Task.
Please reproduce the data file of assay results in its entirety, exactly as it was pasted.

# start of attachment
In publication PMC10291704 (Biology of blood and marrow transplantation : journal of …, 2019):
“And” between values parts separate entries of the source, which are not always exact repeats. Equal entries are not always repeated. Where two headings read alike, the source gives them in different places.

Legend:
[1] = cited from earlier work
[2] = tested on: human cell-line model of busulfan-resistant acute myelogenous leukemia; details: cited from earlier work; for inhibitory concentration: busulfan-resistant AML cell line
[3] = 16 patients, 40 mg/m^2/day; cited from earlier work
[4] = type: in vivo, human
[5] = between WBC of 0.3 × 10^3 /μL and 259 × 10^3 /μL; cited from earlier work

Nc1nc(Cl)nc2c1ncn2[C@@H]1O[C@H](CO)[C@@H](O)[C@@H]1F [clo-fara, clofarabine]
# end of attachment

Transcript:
In publication PMC10291704 (Biology of blood and marrow transplantation : journal of …, 2019):
“And” between values parts separate entries of the source, which are not always exact repeats. Equal entries are not always repeated. Where two headings read alike, the source gives them in different places.

Legend:
[1] = cited from earlier work
[2] = tested on: human cell-line model of busulfan-resistant acute myelogenous leukemia; details: cited from earlier work; for inhibitory concentration: busulfan-resistant AML cell line
[3] = 16 patients, 40 mg/m^2/day; cited from earlier work
[4] = type: in vivo, human
[5] = between WBC of 0.3 × 10^3 /μL and 259 × 10^3 /μL; cited from earlier work

Nc1nc(Cl)nc2c1ncn2[C@@H]1O[C@H](CO)[C@@H](O)[C@@H]1F [clo-fara, clofarabine]